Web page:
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Spectrality, Strangeness and Stigmaphilia: Gothic and Critical Disability Studies

Research output: Contribution in Book/Report/Proceedings - With ISBN/ISSNChapter (peer-reviewed)peer-review

Published
Publication date18/05/2020
Host publicationRoutledge Companion to Literature and Disability
EditorsAlice Hall
Place of PublicationLondon
PublisherRoutledge
ISBN (Print)9781138043602
<mark>Original language</mark>English

Abstract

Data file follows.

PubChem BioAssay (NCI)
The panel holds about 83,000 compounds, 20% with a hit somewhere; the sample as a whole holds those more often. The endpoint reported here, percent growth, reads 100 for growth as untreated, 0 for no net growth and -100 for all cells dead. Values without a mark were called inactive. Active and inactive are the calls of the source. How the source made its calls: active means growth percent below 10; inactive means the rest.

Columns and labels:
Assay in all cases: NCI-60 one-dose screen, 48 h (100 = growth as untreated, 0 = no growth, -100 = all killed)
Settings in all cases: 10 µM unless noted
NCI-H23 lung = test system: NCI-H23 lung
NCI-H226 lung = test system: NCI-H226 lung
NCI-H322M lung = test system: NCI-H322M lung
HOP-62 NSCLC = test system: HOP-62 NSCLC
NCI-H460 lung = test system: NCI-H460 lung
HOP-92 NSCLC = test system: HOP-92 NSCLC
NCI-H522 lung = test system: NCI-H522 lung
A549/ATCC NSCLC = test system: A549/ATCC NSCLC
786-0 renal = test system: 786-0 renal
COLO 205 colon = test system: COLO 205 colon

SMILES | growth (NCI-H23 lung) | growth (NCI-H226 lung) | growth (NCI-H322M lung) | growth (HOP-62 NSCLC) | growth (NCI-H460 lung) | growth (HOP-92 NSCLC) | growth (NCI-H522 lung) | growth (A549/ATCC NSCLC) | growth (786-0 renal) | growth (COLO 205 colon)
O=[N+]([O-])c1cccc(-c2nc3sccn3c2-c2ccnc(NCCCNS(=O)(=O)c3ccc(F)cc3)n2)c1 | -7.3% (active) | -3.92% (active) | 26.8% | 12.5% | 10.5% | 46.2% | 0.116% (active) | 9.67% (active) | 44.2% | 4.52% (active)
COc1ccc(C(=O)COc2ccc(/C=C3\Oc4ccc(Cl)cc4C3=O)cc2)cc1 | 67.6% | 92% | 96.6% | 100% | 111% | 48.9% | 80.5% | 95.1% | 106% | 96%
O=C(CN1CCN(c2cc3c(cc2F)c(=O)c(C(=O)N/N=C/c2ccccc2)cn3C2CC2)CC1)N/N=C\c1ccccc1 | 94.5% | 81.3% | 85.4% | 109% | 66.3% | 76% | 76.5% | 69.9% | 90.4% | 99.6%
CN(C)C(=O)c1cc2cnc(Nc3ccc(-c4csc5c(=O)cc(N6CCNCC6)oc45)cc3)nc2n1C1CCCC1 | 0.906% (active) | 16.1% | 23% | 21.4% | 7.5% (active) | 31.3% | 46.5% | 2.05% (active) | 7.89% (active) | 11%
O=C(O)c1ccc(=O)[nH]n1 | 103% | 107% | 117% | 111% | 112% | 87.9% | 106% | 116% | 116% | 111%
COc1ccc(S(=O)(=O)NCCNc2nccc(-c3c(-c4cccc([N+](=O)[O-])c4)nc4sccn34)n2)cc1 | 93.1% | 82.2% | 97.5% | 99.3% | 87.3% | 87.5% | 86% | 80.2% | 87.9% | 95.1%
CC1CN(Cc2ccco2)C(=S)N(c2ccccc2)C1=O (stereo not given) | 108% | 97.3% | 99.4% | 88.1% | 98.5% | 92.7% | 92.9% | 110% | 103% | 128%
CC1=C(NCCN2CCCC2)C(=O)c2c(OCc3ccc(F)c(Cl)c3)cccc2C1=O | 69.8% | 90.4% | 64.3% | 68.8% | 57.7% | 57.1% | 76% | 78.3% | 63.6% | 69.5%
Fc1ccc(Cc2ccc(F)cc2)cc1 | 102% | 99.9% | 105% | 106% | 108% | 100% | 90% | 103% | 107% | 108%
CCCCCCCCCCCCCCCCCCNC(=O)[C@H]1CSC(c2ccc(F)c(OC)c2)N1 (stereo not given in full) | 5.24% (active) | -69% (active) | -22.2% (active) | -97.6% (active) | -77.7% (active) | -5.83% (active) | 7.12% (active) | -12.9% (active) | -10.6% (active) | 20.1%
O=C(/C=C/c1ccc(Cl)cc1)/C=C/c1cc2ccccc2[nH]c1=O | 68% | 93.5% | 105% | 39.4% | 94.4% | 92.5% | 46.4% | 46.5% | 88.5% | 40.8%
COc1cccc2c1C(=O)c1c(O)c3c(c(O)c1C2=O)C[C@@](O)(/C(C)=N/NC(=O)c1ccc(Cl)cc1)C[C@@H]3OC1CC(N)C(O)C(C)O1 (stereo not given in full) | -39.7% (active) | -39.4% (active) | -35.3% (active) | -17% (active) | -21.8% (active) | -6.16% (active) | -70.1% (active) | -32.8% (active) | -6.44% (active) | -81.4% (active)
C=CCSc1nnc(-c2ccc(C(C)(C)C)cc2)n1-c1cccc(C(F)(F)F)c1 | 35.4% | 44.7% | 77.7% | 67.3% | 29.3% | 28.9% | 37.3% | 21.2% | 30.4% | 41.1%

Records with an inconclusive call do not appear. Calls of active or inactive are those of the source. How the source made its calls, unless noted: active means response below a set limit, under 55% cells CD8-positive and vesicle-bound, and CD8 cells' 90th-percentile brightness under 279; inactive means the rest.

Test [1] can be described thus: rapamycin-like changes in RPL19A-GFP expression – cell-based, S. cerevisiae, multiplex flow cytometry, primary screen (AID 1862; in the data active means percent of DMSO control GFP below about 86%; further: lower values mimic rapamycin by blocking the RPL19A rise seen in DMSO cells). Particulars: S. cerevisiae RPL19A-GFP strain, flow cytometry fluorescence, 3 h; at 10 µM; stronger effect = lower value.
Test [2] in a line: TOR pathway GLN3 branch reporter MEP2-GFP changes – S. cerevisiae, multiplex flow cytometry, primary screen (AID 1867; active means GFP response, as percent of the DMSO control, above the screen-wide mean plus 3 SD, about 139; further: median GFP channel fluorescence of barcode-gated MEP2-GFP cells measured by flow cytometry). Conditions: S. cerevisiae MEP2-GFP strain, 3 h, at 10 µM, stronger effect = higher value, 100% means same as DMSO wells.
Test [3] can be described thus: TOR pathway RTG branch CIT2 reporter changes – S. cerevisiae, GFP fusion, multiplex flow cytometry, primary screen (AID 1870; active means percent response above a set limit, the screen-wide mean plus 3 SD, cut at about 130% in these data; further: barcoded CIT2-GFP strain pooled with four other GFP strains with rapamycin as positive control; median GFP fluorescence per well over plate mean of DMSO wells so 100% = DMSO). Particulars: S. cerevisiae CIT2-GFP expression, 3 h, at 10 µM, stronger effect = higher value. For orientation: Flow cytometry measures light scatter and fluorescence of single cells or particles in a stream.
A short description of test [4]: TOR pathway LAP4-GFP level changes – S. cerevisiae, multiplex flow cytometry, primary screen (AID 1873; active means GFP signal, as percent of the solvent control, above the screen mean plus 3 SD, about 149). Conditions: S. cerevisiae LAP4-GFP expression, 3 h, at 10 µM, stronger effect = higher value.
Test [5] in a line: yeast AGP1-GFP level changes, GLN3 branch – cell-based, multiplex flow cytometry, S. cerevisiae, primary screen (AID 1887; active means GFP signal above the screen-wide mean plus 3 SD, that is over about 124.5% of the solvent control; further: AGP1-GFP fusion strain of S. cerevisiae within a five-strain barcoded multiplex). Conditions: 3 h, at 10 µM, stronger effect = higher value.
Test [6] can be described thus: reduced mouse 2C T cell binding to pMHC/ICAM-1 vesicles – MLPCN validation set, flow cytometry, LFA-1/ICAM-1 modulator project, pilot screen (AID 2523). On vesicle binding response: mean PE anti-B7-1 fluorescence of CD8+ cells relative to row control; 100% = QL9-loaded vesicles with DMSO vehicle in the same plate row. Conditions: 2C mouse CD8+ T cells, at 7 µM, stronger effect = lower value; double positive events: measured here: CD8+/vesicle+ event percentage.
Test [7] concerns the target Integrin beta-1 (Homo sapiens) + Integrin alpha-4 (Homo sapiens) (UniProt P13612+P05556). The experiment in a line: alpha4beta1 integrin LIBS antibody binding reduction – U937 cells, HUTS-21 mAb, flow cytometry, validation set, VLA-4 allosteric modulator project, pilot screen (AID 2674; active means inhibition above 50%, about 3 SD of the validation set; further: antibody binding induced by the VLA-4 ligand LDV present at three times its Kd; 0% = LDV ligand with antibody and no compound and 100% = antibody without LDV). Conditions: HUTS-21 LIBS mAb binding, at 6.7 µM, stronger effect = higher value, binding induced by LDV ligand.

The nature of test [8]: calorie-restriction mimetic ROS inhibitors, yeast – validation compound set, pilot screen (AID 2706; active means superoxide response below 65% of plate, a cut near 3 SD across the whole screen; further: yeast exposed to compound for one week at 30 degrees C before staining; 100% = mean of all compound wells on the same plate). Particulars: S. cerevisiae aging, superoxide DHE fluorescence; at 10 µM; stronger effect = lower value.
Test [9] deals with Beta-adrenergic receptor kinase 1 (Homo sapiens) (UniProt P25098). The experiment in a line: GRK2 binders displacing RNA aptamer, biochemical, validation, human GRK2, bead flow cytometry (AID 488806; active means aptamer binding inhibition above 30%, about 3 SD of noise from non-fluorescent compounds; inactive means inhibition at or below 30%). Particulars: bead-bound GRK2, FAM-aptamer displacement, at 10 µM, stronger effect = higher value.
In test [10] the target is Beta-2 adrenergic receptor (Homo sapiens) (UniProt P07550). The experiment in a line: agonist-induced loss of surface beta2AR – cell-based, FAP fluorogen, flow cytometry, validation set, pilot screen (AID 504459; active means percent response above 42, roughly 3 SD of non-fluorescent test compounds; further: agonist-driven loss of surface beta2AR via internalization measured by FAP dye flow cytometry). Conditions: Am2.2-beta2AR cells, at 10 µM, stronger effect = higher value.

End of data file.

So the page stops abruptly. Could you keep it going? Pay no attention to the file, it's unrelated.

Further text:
Representations of disability in Gothic literature have most often been toxic, limiting and corrosive. How, then, might there be a case for resurrecting the term as of potential value in the discourse of critical disability studies? In this chapter, I describe the ongoing dangers of Gothic in disability representation, but also argue that a representational mode preoccupied with suffering and estrangement can be valuable for the ongoing work of critical disability studies. In particular, this representational mode meshes with critical disability studies' interest in recognising the affective complexity of disability experience, complicating the division between disability and impairment, and contemplating the disorienting temporal structures that can characterise experience within un-supportive environments and societies. In some cases, a gothic mode of representation can enable indictments of socially-induced suffering, and can capture the ambivalence and complexity of lived experience - sorrow as well as joy; temporal disorientation as well as triumphal progress. This chapter makes a case for the value of the strange and the spectral.